Archiver > OH-FOOTSTEPS > 1999-10 > 0940389805

From: Gina Reasoner <>
Date: Tue, 19 Oct 1999 23:23:25 -0400

Historical Collections of Ohio By Henry Howe, LL.D


REV. DR. HENRY M. STORRS, the eminent Congregational divine, is a son of
this first President of the Western Reserve College. The father was one of
the earliest and strongest to uplift his voice in behalf of the slave; and
when he died, the then young but now venerable and deeply-revered WHITTIER
paid to his memory the tribute of his humanizing verses: two of these are
Joy to thy spirit, brother!
A thousand hearts are warm. -
A thousand kindred bosoms
Are baring to the storm
What though red-handed Violence
With secret Fraud combine!
The wall of fire is round us.
Our Present Help was thine.
- ---------------------------------------------------------------
Lo, -the waking up of nations,
From Slavery's fatal sleep, -
The murmur of a Universe, -
Deep calling unto Deep!
Joy to thy spirit, brother!
On every wind of heaven
The onward cheer and summons
Of FREEDOM'S VOICE is given.

DR. LEONARD BACON, whose sketch of his father we have so largely drawn
upon, was literally a child of the wilderness. His long life of usefulness
closed at New Haven, Dec. 24, 1881, in his eightieth year. It had been
incessantly devoted to the discussion of questions bearing upon the highest
interests of man. He was a strong, independent thinker, and his writings
upon vital topics so largely judicial as to carry conviction to the leading
minds of the nation. Abraham Lincoln ascribed to a volume of Dr. Bacon on
slavery his own clear and comprehensive convictions on that subject.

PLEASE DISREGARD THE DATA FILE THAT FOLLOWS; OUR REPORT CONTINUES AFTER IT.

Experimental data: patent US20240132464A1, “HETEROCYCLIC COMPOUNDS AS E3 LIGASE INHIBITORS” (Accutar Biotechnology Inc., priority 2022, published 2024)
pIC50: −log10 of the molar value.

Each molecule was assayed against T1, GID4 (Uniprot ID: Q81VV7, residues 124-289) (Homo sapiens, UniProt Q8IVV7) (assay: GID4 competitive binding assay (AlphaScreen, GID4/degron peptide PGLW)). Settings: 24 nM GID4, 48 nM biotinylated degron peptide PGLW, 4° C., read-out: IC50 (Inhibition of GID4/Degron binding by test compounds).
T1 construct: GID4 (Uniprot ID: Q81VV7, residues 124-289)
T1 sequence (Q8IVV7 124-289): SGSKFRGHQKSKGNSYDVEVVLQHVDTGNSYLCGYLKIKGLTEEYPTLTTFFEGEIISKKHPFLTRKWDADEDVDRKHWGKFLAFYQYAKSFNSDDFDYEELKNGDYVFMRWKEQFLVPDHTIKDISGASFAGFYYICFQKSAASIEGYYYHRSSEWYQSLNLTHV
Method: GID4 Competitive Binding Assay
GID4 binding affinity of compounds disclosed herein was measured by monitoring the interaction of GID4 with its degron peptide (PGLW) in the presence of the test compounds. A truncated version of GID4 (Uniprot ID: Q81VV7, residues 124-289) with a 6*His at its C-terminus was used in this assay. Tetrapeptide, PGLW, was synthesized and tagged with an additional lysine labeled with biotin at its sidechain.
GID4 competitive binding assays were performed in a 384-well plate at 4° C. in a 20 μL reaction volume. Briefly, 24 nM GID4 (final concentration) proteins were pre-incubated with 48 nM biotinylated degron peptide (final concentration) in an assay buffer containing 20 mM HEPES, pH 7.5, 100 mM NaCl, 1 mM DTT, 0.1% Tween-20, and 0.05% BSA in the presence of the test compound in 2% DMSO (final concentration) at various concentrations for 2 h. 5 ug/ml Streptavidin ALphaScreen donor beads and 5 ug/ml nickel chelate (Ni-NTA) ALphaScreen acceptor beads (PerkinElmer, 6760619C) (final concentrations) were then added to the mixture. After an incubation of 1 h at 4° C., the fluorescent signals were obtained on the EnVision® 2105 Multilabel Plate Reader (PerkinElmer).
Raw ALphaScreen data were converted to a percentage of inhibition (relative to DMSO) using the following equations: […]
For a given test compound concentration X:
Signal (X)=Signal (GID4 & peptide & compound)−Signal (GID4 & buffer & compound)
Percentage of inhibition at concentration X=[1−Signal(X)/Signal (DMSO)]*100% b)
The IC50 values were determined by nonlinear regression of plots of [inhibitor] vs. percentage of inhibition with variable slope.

Leonard Bacon did more than any man who has lived in making clear to the
popular apprehension, and in perpetuating to the knowledge of the coming
generations the simple domestic virtues of the fathers; the religious and
political principles which governed them, and gave to the American people
their strongest all-conquering element. In his Half-century sermon,
preached in New Haven, March 9, 1875, Dr. Bacon gave an eloquent
description of his boy-life here in Summit county, when all around was in
the wildness of untamed nature:
"I think to-day of what God's providence has been for three and seventy
years. I recall the first dawning of memory and the days of my early
childhood in the grand old woods of New Connecticut, the saintly and
self-sacrificing father, the gentle yet heroic mother, the log-cabin from
whose window we sometimes saw the wild deer bounding through the
forest-glades, the four dear sisters whom I helped to tend and whom it was
my joy to lead in their tottering infancy -yes. God's providence was then
ever teaching me.
"Our home life, the snowy winter, the blossoming spring, the earth never
ploughed before and yielding the first crop to human labor, the giant
trees, the wild birds, the wild flowers, the blithesome squirrels, the
wolves which we heard howling through the woods at night but never saw, the
red-skin savage sometimes coming to the door -by these things God was
making impressions on my soul that must remain forever, and without which I
should not have been what I am."

A daughter of David Bacon, DELIA, was born at Tallmadge, February 2, 1811,
and the next year she was taken with the family to Connecticut. Her early
life was a bitter struggle with poverty, but she became a highly-educated
and brilliant woman in the realms of ideality; was a teacher and lecturer,
and published "Tales of the Puritans: and "The Bride of Fort Edward," a drama.

A published account of her states that her chief delight was to read
Shakespeare's plays and his biographies. The idea at length grew upon her
that the plays were the work of the brilliant Elizabethan coterie and not
of the actor and manager, Shakespeare. In opposition to the wishes of her
family, she went to London in 1853 to publish her work on the subject. This
she at last accomplished chiefly through the marked kindness of Hawthorne,
then Consul at Liverpool, who was willing to listen to her argument, but
never accepted it. Hawthorne's letters to her have a beautiful delicacy,
though she must have tried his patience frequently, and sometimes repaid
his generosity with reproaches. Her book, a large octavo, never sold. The
edition is piled up in London to-day. Carlyle took some interest in Miss
Bacon, who came to him with a letter from Emerson. Carlyle's account of her
to Emerson is as follows:
"As for Miss Bacon, we find her, with her modest, shy dignity, with her